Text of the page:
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New agents in the treatment of premature ejaculation

Authors Chris G McMahon, Chelsea N McMahon, Liang Joo Leow

Published 15 December 2006 Volume 2006:2(4) Pages 489—503

Chris G McMahon1, Chelsea N McMahon2, Liang Joo Leow3

1Australian Centre for Sexual Health, Sydney, Australia; 2St Vincent’s Hospital, Sydney, Australia; 3Austin Health, Melbourne, Australia

Abstract: Premature ejaculation (PE) is a common male sexual disorder. Recent normative data suggest that men with an intravaginal ejaculatory latency time (IELT) of less than 1 minute have “definite” PE, while men with IELTs between 1 and 1.5 minutes have “probable” PE. Although there is insufficient empirical evidence to identify the etiology of PE, there is limited correlational evidence to suggest that men with PE have high levels of sexual anxiety and inherited altered sensitivity of central 5-HT (serotonin) receptors. Pharmacological modulation of the ejaculatory threshold using off-label daily or on-demand selective serotonin re-uptake inhibitors (SSRIs) offers patients a high likelihood of achieving improved ejaculatory control within a few days of initiating treatment, consequential improvements in sexual desire and other sexual domains and is well tolerated. Investigational drugs such as the ejaculo-selective serotonin transport inhibitors (ESSTIs) such as dapoxetine and UK-390,957 represent a major development in sexual medicine. These drugs offer patients the convenience of on-demand dosing, significant improvements in IELT, ejaculatory control, and sexual satisfaction with minimal adverse effects.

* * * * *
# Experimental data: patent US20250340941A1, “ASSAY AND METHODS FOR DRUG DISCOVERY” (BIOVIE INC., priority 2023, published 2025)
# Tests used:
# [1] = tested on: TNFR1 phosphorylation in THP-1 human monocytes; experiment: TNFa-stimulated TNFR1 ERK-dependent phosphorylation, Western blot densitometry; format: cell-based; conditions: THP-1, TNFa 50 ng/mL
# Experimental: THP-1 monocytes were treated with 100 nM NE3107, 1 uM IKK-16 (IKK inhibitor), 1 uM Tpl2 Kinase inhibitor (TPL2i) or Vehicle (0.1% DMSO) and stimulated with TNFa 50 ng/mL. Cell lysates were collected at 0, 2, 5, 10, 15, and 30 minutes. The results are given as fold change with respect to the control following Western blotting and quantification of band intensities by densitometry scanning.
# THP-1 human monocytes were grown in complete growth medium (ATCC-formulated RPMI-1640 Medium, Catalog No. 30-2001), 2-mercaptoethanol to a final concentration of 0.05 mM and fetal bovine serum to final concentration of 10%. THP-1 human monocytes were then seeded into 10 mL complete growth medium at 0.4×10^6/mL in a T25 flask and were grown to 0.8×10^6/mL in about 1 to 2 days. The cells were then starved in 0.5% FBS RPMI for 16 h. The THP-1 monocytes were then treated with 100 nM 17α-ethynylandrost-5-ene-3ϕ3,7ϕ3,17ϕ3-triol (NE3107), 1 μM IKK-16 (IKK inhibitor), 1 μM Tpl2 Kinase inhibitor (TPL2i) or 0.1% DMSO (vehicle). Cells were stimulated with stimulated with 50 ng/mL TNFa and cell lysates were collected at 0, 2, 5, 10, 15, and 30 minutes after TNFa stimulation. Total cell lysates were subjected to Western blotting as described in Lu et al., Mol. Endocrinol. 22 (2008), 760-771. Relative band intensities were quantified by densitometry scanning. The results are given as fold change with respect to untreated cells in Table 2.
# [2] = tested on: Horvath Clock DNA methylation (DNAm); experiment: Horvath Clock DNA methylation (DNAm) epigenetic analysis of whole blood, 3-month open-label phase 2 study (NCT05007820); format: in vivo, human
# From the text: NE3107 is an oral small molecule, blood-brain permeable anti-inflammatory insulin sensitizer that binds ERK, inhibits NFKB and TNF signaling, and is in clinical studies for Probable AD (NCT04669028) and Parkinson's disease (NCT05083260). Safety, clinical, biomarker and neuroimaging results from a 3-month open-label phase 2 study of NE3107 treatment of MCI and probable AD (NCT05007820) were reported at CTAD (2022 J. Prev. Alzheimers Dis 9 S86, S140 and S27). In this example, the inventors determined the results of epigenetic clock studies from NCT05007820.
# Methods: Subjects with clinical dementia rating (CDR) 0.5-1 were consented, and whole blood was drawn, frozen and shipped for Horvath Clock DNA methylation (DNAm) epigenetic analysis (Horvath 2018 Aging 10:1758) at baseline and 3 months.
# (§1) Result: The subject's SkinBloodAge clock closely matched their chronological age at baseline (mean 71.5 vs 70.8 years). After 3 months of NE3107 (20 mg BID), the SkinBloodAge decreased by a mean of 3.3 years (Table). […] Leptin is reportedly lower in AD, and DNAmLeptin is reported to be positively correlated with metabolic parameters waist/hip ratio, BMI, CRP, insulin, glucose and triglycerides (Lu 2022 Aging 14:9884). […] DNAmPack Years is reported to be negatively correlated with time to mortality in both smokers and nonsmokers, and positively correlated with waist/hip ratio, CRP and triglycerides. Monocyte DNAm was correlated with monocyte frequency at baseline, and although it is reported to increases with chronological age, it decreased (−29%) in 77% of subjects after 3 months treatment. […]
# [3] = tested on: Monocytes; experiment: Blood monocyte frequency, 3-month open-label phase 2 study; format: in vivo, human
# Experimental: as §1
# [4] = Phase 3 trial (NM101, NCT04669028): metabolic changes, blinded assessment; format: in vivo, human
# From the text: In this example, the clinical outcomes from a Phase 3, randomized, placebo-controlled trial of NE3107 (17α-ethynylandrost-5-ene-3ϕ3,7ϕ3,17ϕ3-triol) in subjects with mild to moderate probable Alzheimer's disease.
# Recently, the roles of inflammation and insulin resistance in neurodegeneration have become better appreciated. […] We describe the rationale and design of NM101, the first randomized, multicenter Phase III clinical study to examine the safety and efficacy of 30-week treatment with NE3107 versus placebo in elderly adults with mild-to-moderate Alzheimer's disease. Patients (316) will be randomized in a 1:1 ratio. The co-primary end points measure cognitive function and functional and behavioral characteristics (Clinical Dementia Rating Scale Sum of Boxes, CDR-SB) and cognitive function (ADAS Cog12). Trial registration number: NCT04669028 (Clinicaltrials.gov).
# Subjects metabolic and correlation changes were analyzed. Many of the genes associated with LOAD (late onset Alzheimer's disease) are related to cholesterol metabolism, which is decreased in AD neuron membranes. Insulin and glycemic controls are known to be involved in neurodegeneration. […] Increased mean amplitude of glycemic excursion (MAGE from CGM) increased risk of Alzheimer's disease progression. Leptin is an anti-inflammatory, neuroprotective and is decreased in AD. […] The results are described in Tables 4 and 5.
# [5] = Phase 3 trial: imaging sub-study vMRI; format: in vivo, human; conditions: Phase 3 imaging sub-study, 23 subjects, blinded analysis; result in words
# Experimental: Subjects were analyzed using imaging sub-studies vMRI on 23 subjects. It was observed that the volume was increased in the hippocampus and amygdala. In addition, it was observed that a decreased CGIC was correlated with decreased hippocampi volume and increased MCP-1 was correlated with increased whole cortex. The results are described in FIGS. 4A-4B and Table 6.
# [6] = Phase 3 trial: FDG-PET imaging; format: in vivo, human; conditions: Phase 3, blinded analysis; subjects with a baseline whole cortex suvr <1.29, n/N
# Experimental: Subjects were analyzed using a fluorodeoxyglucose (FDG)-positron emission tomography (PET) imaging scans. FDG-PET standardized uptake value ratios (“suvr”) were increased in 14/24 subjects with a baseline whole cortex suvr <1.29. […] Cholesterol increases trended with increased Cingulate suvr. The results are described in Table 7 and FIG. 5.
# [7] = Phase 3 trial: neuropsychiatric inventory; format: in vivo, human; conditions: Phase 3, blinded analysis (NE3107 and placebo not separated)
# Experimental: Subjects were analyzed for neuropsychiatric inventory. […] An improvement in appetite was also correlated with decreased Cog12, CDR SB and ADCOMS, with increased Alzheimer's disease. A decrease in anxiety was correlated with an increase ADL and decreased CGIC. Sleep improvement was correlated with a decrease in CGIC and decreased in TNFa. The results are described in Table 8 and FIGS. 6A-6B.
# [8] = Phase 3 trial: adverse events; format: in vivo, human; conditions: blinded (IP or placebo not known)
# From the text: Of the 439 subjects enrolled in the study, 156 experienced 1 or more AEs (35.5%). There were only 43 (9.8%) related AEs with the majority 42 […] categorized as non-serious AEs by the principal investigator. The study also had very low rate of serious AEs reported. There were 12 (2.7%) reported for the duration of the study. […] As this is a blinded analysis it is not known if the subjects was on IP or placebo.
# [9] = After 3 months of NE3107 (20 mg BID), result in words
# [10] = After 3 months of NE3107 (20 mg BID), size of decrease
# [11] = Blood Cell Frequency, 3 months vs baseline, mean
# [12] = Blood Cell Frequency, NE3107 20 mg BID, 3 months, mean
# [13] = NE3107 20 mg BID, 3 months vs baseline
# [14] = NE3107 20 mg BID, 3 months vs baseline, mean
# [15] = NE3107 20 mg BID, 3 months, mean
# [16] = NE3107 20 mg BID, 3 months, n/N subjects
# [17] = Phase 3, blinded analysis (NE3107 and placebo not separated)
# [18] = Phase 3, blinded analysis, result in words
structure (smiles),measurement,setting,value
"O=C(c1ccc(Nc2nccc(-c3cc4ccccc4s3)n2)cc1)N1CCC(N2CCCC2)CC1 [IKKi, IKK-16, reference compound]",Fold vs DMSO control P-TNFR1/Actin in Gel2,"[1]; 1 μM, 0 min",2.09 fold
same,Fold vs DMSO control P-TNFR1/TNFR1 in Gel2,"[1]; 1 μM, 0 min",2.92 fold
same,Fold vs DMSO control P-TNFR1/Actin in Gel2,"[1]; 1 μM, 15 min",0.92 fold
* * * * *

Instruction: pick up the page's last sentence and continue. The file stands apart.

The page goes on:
Keywords: premature ejaculation, selective serotonin re-uptake inhibitors (SSRIs), ejaculoselective serotonin transport inhibitors (ESSTIs), dapoxetine, UK-390,957, intravaginal ejaculatory latency time (IELT).

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